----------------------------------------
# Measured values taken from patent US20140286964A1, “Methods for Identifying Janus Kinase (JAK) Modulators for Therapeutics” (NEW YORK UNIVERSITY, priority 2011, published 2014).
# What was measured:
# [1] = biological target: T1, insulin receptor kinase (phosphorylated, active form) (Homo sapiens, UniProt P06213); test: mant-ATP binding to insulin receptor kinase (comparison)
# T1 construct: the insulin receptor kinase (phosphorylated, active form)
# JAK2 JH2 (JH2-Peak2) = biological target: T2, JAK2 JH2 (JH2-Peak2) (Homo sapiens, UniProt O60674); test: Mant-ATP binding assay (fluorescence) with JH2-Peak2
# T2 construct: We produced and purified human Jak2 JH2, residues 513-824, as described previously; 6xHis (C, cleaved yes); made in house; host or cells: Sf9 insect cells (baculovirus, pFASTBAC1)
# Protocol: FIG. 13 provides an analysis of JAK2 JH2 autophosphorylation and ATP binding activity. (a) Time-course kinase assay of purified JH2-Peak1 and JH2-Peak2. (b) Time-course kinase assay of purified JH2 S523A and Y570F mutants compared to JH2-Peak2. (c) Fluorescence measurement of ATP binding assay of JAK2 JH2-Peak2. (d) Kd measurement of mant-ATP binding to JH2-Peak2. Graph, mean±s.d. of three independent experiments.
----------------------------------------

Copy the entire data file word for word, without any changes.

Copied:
# Measured values taken from patent US20140286964A1, “Methods for Identifying Janus Kinase (JAK) Modulators for Therapeutics” (NEW YORK UNIVERSITY, priority 2011, published 2014).
# What was measured:
# [1] = biological target: T1, insulin receptor kinase (phosphorylated, active form) (Homo sapiens, UniProt P06213); test: mant-ATP binding to insulin receptor kinase (comparison)
# T1 construct: the insulin receptor kinase (phosphorylated, active form)
# JAK2 JH2 (JH2-Peak2) = biological target: T2, JAK2 JH2 (JH2-Peak2) (Homo sapiens, UniProt O60674); test: Mant-ATP binding assay (fluorescence) with JH2-Peak2
# T2 construct: We produced and purified human Jak2 JH2, residues 513-824, as described previously; 6xHis (C, cleaved yes); made in house; host or cells: Sf9 insect cells (baculovirus, pFASTBAC1)
# Protocol: FIG. 13 provides an analysis of JAK2 JH2 autophosphorylation and ATP binding activity. (a) Time-course kinase assay of purified JH2-Peak1 and JH2-Peak2. (b) Time-course kinase assay of purified JH2 S523A and Y570F mutants compared to JH2-Peak2. (c) Fluorescence measurement of ATP binding assay of JAK2 JH2-Peak2. (d) Kd measurement of mant-ATP binding to JH2-Peak2. Graph, mean±s.d. of three independent experiments.